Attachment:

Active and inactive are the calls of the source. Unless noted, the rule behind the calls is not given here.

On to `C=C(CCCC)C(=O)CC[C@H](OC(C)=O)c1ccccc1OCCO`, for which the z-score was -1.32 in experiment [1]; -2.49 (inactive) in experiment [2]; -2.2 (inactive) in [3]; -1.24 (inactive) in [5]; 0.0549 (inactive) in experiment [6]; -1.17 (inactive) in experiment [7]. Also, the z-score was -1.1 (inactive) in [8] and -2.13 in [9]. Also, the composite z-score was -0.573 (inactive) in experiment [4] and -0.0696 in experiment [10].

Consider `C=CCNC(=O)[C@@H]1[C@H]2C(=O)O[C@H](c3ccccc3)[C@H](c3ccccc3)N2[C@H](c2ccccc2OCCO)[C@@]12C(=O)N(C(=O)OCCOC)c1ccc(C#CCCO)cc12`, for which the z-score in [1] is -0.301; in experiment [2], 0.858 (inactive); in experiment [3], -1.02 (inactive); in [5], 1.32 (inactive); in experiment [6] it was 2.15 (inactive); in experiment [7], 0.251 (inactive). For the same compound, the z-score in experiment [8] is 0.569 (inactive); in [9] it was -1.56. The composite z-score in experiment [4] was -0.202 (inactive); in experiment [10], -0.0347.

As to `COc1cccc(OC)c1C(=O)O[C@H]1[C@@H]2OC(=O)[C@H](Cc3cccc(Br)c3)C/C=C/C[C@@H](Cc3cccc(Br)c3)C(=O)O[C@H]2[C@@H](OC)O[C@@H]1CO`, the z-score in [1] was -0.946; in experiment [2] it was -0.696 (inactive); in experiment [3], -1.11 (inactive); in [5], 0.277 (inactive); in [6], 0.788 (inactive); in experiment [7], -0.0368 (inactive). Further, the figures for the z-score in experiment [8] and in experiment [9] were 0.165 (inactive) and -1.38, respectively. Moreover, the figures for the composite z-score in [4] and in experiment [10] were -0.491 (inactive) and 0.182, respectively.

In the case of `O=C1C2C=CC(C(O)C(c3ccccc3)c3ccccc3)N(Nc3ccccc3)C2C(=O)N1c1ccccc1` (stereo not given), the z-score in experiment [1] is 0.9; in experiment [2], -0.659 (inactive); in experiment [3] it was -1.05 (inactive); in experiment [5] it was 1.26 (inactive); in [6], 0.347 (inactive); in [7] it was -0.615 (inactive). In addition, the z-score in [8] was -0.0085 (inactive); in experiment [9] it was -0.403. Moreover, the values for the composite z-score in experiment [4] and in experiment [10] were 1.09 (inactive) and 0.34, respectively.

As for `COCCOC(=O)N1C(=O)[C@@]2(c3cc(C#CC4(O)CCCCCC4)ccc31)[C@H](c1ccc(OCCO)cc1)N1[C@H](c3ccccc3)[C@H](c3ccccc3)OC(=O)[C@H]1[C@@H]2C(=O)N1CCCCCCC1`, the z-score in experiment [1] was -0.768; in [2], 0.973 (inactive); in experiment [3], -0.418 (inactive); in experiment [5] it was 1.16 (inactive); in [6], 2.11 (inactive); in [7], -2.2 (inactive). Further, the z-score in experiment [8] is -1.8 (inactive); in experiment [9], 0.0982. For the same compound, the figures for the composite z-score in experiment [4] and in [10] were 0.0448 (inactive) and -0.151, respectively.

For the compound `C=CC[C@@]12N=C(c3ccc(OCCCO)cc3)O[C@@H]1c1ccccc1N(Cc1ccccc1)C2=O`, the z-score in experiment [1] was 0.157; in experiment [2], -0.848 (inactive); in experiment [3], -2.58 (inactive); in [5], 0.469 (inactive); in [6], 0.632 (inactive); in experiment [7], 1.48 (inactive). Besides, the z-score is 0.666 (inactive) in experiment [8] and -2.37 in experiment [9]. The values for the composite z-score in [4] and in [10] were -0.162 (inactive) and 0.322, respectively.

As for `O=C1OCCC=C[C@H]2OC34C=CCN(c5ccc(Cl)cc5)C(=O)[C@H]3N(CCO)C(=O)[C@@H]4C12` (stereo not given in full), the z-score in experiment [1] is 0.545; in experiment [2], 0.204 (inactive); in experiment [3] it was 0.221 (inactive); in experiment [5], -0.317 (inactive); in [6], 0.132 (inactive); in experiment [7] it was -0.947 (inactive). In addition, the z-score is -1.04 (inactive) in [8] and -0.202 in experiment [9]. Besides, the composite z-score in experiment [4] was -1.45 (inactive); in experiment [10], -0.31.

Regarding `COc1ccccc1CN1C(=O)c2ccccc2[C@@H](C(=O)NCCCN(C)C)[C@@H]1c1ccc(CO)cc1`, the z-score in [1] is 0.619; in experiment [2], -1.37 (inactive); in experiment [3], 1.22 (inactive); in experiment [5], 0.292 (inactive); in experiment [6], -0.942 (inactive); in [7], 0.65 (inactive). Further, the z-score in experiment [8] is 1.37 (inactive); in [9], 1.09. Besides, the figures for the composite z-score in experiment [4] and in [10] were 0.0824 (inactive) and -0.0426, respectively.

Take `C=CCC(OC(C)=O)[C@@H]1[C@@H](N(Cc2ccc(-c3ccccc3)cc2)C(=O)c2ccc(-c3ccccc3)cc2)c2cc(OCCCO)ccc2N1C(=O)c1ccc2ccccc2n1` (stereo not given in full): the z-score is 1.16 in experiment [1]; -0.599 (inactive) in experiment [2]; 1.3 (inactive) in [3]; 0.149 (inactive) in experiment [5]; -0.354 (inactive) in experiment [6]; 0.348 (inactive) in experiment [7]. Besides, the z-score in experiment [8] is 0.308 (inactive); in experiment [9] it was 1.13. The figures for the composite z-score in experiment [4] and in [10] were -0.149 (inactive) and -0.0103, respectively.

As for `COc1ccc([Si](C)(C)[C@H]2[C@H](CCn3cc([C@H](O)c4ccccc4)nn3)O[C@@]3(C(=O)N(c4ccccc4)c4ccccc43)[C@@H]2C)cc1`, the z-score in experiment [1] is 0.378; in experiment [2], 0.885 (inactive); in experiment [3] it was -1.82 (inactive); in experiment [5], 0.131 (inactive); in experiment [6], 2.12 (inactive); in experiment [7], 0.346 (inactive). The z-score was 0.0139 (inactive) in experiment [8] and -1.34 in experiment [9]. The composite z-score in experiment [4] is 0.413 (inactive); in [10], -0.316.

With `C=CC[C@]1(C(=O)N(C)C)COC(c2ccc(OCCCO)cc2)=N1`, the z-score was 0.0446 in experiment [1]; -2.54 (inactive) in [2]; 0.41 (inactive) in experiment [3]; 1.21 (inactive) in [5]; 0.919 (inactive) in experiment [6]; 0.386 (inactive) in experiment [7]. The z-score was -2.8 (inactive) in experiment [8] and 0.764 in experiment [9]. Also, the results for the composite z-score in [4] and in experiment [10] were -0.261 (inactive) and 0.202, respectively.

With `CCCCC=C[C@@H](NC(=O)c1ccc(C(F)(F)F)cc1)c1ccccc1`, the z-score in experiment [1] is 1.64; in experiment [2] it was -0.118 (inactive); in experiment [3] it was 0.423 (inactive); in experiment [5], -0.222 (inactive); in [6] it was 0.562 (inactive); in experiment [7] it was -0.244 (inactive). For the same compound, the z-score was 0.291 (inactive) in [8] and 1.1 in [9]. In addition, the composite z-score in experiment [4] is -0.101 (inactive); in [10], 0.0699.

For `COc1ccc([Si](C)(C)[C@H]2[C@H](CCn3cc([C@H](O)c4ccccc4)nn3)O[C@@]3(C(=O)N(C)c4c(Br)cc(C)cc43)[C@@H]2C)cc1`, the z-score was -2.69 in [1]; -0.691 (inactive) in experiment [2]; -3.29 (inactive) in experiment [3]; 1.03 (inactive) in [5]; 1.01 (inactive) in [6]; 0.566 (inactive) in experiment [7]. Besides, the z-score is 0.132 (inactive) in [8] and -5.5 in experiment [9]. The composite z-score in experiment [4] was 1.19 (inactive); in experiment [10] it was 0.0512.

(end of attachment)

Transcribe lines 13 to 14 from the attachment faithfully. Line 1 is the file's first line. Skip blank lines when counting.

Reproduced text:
With `CCCCC=C[C@@H](NC(=O)c1ccc(C(F)(F)F)cc1)c1ccccc1`, the z-score in experiment [1] is 1.64; in experiment [2] it was -0.118 (inactive); in experiment [3] it was 0.423 (inactive); in experiment [5], -0.222 (inactive); in [6] it was 0.562 (inactive); in experiment [7] it was -0.244 (inactive). For the same compound, the z-score was 0.291 (inactive) in [8] and 1.1 in [9]. In addition, the composite z-score in experiment [4] is -0.101 (inactive); in [10], 0.0699.

For `COc1ccc([Si](C)(C)[C@H]2[C@H](CCn3cc([C@H](O)c4ccccc4)nn3)O[C@@]3(C(=O)N(C)c4c(Br)cc(C)cc43)[C@@H]2C)cc1`, the z-score was -2.69 in [1]; -0.691 (inactive) in experiment [2]; -3.29 (inactive) in experiment [3]; 1.03 (inactive) in [5]; 1.01 (inactive) in [6]; 0.566 (inactive) in experiment [7]. Besides, the z-score is 0.132 (inactive) in [8] and -5.5 in experiment [9]. The composite z-score in experiment [4] was 1.19 (inactive); in experiment [10] it was 0.0512.